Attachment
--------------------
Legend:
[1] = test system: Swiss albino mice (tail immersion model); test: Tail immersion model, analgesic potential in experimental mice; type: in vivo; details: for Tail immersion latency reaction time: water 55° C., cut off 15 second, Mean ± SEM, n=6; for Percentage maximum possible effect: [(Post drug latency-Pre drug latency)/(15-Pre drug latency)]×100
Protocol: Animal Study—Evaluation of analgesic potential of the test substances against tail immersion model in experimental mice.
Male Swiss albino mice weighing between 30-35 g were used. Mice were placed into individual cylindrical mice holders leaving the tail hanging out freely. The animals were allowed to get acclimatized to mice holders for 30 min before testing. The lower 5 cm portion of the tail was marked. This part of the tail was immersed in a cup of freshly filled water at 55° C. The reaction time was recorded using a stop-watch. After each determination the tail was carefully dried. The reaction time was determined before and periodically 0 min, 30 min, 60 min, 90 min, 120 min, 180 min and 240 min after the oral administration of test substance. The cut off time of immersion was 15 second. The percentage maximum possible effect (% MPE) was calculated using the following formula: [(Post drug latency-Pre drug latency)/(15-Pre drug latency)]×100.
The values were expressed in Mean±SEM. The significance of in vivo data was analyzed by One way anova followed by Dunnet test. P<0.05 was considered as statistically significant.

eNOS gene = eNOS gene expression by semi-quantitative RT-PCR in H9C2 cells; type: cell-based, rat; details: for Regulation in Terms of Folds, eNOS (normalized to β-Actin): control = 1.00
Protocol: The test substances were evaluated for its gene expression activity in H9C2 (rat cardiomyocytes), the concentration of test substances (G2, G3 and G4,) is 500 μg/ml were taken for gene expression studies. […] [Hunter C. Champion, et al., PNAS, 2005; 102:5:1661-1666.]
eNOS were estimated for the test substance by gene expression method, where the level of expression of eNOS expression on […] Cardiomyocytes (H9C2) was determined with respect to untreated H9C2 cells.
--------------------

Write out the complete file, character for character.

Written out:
Legend:
[1] = test system: Swiss albino mice (tail immersion model); test: Tail immersion model, analgesic potential in experimental mice; type: in vivo; details: for Tail immersion latency reaction time: water 55° C., cut off 15 second, Mean ± SEM, n=6; for Percentage maximum possible effect: [(Post drug latency-Pre drug latency)/(15-Pre drug latency)]×100
Protocol: Animal Study—Evaluation of analgesic potential of the test substances against tail immersion model in experimental mice.
Male Swiss albino mice weighing between 30-35 g were used. Mice were placed into individual cylindrical mice holders leaving the tail hanging out freely. The animals were allowed to get acclimatized to mice holders for 30 min before testing. The lower 5 cm portion of the tail was marked. This part of the tail was immersed in a cup of freshly filled water at 55° C. The reaction time was recorded using a stop-watch. After each determination the tail was carefully dried. The reaction time was determined before and periodically 0 min, 30 min, 60 min, 90 min, 120 min, 180 min and 240 min after the oral administration of test substance. The cut off time of immersion was 15 second. The percentage maximum possible effect (% MPE) was calculated using the following formula: [(Post drug latency-Pre drug latency)/(15-Pre drug latency)]×100.
The values were expressed in Mean±SEM. The significance of in vivo data was analyzed by One way anova followed by Dunnet test. P<0.05 was considered as statistically significant.

eNOS gene = eNOS gene expression by semi-quantitative RT-PCR in H9C2 cells; type: cell-based, rat; details: for Regulation in Terms of Folds, eNOS (normalized to β-Actin): control = 1.00
Protocol: The test substances were evaluated for its gene expression activity in H9C2 (rat cardiomyocytes), the concentration of test substances (G2, G3 and G4,) is 500 μg/ml were taken for gene expression studies. […] [Hunter C. Champion, et al., PNAS, 2005; 102:5:1661-1666.]
eNOS were estimated for the test substance by gene expression method, where the level of expression of eNOS expression on […] Cardiomyocytes (H9C2) was determined with respect to untreated H9C2 cells.